European Studies

Term:

Encounters with the Non-European World

Fall Quarter (F19)

Dept/Description Course No., Title  Instructor
AFAM (F19)134A  CARIB HISTORY IJAMES, W.
Emphasis/Category: Encounters with the Non-European World

Exploration of the history of the archipelago from pre-Columbian times to the end of slavery; examining the impact of European colonization, decimation of the indigenous populations, African slavery, resistance and emancipation; the unity and diversity of experience in region.
Days: TU TH  02:00-03:20 PM

ARABIC (F19)51  INTRO TO THE KORANMANIAR, R.
Emphasis/Category: Encounters with the Non-European World

An introduction to understanding the Koran and its significance to Muslim life, culture, and history. An overview of scholarly traditions related to the Koran, and its critics. Close readings of the Koran in English translation.
Days: TU TH  09:30-10:50 AM

ART HIS (F19)155A  ANCIENT INDIAPATEL, A.
Emphasis/Category: Encounters with the Non-European World

This course will examine the visual history of the region defined as ‘India’ today, but necessarily encompassing parts of modern Bangladesh, Sri Lanka, Pakistan, and eastern Afghanistan. After an introduction to the Indus Valley Civilization (2700-1500 BCE), we will explore the legacies of Alexander the Great's campaigns to the edges of India and their impact on the Buddhist art and architecture of the Indian subcontinent. We will also examine the inverse dispersal of Buddhist and Hindu iconographies both eastward and westward in Asia. The course will culminate with the supposed Golden Age of the Gupta empire and its far-reaching legacies from Iran to China. No prerequisite.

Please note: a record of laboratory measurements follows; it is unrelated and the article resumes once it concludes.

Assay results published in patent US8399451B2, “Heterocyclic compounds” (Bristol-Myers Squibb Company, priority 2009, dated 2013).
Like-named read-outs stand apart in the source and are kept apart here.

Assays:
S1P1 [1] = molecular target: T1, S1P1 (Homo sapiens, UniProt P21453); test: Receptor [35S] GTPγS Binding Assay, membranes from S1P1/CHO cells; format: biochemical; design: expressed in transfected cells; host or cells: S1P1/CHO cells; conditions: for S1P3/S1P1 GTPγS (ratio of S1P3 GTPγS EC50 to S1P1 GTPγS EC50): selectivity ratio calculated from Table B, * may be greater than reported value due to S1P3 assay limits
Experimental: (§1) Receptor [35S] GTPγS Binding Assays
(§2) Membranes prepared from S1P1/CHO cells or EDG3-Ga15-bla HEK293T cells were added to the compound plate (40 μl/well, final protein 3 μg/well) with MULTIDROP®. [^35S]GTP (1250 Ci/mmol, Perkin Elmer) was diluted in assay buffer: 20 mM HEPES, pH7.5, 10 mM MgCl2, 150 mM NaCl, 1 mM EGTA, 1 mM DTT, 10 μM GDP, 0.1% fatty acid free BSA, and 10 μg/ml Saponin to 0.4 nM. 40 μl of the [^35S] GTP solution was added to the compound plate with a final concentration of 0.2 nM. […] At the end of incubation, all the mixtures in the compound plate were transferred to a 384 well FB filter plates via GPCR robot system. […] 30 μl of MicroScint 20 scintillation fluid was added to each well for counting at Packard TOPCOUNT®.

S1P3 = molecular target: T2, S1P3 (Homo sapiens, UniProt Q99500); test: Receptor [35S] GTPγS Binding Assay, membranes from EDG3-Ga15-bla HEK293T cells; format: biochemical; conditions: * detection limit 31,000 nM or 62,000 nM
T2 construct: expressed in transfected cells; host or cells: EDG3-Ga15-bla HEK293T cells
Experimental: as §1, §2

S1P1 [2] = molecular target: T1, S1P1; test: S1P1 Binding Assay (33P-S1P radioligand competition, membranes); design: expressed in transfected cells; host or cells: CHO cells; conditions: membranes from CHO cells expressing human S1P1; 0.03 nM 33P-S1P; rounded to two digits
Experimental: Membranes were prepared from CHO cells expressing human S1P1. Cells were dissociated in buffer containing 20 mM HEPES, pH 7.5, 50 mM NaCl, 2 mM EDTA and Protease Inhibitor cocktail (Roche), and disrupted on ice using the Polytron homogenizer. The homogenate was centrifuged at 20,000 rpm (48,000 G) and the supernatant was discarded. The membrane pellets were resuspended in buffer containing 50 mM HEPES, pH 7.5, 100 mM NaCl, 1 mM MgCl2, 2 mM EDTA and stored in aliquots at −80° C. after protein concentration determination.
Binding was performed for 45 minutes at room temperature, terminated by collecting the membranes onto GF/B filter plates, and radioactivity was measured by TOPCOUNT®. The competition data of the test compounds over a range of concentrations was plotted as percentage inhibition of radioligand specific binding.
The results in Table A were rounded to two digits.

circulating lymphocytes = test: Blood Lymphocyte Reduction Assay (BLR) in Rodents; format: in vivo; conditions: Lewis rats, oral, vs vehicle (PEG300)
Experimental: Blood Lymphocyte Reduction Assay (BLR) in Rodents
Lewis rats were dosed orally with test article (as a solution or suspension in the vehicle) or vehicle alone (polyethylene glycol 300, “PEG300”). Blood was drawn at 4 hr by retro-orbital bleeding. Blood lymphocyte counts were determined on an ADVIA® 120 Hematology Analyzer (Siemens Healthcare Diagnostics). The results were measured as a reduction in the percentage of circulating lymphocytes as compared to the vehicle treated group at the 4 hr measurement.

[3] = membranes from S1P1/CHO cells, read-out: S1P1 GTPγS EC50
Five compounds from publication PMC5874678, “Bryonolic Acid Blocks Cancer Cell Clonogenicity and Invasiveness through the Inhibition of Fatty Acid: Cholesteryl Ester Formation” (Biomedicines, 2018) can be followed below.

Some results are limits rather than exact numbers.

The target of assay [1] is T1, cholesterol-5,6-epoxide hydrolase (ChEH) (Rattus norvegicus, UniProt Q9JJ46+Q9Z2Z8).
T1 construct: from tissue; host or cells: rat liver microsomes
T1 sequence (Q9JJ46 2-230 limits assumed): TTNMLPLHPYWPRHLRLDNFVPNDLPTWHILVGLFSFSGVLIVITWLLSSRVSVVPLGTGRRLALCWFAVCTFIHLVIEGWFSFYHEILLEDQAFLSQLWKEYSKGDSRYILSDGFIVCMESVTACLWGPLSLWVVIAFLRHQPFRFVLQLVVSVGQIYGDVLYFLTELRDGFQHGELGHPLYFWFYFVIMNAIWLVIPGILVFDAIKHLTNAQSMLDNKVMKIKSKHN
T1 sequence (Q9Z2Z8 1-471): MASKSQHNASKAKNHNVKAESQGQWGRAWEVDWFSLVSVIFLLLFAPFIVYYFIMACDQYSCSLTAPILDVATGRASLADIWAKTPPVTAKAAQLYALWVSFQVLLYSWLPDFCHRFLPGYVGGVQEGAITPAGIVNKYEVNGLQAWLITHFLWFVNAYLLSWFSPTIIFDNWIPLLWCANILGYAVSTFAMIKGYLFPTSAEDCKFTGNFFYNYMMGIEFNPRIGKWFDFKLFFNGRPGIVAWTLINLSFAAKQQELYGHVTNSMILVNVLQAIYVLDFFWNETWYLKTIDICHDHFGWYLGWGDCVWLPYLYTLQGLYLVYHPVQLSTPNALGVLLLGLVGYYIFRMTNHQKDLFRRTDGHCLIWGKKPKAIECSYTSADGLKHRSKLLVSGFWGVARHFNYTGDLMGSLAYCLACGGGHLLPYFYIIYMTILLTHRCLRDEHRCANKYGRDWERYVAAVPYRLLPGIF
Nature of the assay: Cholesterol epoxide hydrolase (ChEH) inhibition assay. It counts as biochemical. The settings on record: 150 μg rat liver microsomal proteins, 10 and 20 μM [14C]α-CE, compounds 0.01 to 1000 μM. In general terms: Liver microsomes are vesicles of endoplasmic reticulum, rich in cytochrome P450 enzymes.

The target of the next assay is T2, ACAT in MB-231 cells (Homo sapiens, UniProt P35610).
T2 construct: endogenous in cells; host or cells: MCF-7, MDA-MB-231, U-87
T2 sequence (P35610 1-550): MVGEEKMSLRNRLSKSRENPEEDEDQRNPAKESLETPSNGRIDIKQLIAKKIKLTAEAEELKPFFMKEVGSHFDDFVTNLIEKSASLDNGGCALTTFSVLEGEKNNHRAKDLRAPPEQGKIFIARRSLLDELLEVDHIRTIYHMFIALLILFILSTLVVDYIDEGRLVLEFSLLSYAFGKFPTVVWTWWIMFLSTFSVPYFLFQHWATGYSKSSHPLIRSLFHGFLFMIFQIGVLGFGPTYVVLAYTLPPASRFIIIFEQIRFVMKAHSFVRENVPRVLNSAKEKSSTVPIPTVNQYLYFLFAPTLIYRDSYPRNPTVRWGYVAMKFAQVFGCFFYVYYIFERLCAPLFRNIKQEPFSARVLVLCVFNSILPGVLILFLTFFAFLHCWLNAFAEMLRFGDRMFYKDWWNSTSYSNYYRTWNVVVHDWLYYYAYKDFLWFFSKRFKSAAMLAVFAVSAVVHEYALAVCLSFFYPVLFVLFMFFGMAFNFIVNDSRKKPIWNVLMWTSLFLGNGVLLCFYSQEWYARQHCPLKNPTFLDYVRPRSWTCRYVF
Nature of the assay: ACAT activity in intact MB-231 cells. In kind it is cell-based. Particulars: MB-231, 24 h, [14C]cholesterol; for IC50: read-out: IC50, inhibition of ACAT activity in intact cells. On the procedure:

Days: TU TH  12:30-01:50 PM

ART HIS (F19)155D  SOUTH ASIAN PHOTOPATEL, A.
Emphasis/Category: Encounters with the Non-European World

This course will explore the intervention of photography as a technology in the visual culture of South Asia (India, Pakistan, Bangladesh, Sri Lanka) in the mid-19th century. Almost upon its emergence in France and/or Britain in the 1840s, photography was taken up in colonial South Asia by both European and Indian practitioners. The course will begin with the "indigenous" early modern visual culture of South Asia, including painting and other depictive arts from the 17th-18th centuries. It will go on to analyze the new visualities of the 19th century, both in photography and the ongoing practices of painting and other arts. Ultimately, the course will chart the shifting realities of the 19th and 20th centuries, highlighting local contributions along with non-local, imported notions to the creation of modernity.
Days: TU TH  02:00-03:20 PM

ART HIS (F19)156  ART & GLOBALIZATIONWINTHER-TAMAKI, B.
Emphasis/Category: Encounters with the Non-European World

This course focuses on globalization and modern art in India, Japan, and Mexico. The comparison of these three regions demonstrates how globalization impacted the character of art and culture in the modern world. Topics of study include iconic women artists like Frida Kahlo and Kusama Yayoi; symbolic national government buildings in Tokyo, Mexico City, and New Delhi; the transplantation of European art; reviving and creating native traditions; worlds fairs and biennials; and the transnational avant-garde.
Days: TU TH  09:30-10:50 AM

ART HIS (F19)42E  PERSIA EGYPT MSPTMACANEPA, M.
Emphasis/Category: Encounters with the Non-European World